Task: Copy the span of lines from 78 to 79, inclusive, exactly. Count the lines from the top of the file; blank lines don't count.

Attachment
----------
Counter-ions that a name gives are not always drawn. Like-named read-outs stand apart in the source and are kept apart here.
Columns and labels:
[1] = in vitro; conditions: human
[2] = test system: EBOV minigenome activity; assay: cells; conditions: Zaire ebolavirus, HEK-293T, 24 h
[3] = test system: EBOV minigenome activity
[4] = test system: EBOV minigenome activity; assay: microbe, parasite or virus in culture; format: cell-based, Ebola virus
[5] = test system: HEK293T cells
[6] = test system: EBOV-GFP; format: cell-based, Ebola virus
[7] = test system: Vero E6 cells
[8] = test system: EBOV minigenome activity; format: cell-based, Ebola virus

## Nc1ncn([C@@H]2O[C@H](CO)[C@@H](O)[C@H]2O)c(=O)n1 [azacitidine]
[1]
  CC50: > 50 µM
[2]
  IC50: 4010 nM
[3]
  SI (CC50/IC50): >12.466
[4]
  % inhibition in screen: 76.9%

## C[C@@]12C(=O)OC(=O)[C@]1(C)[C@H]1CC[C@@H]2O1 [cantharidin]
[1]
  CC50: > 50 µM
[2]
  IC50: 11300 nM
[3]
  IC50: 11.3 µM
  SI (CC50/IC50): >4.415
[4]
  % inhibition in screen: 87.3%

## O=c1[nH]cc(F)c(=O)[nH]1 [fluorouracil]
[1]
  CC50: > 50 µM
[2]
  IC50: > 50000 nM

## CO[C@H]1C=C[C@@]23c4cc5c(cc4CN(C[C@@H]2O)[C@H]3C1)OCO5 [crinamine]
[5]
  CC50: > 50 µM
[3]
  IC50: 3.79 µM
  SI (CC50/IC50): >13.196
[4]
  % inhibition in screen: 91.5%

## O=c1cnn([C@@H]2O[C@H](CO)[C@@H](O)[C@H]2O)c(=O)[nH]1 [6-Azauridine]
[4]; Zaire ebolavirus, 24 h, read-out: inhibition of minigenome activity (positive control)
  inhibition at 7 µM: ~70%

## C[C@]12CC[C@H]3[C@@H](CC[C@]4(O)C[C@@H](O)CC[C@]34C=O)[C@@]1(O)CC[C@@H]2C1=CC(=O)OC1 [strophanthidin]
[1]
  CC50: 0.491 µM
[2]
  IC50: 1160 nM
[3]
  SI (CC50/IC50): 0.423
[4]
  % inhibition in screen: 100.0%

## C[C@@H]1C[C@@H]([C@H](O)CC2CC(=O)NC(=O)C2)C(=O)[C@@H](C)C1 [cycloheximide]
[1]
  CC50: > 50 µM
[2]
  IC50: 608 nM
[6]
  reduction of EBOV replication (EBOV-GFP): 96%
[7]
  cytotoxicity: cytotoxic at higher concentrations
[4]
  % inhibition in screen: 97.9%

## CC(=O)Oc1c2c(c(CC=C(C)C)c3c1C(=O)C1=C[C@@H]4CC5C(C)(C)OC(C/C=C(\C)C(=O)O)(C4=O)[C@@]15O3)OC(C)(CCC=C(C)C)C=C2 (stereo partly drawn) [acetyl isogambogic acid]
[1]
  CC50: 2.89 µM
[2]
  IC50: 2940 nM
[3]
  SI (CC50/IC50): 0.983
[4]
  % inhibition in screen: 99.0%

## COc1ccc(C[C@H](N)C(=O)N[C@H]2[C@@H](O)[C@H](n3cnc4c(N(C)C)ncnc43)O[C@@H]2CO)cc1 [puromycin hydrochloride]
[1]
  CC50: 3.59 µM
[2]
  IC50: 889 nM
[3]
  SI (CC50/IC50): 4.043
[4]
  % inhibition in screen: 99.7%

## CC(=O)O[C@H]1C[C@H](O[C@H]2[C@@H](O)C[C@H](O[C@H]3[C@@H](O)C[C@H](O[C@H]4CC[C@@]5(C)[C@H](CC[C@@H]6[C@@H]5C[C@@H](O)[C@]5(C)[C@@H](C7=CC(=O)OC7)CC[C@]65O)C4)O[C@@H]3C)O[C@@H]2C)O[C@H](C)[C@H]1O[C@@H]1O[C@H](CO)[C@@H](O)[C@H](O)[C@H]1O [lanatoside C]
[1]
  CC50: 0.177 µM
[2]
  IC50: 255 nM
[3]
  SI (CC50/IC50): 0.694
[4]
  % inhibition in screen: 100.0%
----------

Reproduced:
[2]
  IC50: 889 nM